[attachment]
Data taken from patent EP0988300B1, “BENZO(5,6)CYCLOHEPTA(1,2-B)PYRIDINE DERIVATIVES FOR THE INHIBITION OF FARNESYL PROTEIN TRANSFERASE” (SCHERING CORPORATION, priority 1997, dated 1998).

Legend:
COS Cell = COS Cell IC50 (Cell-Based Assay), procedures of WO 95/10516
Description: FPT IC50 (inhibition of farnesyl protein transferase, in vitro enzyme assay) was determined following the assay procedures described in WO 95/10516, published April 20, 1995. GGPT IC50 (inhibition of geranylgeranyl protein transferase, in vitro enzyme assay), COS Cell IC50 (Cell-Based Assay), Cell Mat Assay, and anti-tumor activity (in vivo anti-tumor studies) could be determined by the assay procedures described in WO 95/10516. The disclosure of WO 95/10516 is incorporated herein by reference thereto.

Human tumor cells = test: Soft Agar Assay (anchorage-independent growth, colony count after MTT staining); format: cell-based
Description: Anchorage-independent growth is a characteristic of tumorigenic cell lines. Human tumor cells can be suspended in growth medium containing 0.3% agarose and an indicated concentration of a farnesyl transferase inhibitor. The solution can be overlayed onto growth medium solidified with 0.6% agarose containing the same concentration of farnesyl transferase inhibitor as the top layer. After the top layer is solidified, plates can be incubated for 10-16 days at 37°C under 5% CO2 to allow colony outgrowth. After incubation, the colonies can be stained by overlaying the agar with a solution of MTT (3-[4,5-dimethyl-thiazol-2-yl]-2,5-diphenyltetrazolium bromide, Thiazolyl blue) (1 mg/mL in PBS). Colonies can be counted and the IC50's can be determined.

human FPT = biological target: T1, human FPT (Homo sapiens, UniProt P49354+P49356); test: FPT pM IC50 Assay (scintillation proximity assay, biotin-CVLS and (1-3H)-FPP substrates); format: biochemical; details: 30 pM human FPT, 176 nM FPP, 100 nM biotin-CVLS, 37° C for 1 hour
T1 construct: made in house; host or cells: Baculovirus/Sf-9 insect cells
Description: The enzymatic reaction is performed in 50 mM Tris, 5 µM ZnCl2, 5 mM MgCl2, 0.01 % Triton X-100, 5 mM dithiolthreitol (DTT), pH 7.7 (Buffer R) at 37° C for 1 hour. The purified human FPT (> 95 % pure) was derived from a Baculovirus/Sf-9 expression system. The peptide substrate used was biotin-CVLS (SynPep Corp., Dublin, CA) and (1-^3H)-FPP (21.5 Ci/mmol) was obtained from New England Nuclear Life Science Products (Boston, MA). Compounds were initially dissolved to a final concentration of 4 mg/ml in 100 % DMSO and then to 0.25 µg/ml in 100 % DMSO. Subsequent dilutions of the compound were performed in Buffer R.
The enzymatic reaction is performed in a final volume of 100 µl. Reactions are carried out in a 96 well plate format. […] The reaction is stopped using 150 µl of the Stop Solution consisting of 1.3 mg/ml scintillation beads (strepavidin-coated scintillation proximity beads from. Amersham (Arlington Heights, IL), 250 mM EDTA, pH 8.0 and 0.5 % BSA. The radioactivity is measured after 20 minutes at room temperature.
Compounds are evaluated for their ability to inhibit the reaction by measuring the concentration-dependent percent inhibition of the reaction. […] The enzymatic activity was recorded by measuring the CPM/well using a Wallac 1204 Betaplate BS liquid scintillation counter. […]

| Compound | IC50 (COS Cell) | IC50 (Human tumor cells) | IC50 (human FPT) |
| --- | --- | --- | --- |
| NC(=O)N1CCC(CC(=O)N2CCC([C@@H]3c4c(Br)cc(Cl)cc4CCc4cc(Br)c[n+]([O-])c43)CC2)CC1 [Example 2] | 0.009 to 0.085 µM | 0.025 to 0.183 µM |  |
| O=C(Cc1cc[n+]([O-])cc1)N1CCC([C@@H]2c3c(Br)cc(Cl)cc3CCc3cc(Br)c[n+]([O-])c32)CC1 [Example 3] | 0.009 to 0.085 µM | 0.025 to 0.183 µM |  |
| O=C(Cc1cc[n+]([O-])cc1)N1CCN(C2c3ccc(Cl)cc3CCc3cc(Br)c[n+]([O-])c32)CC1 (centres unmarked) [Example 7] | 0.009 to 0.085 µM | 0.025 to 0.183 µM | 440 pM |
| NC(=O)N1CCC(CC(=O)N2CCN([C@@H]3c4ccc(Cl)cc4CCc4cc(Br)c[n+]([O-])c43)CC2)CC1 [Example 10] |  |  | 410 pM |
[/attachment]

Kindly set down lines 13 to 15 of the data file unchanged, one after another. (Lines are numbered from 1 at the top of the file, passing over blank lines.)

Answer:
| --- | --- | --- | --- |
| NC(=O)N1CCC(CC(=O)N2CCC([C@@H]3c4c(Br)cc(Cl)cc4CCc4cc(Br)c[n+]([O-])c43)CC2)CC1 [Example 2] | 0.009 to 0.085 µM | 0.025 to 0.183 µM |  |
| O=C(Cc1cc[n+]([O-])cc1)N1CCC([C@@H]2c3c(Br)cc(Cl)cc3CCc3cc(Br)c[n+]([O-])c32)CC1 [Example 3] | 0.009 to 0.085 µM | 0.025 to 0.183 µM |  |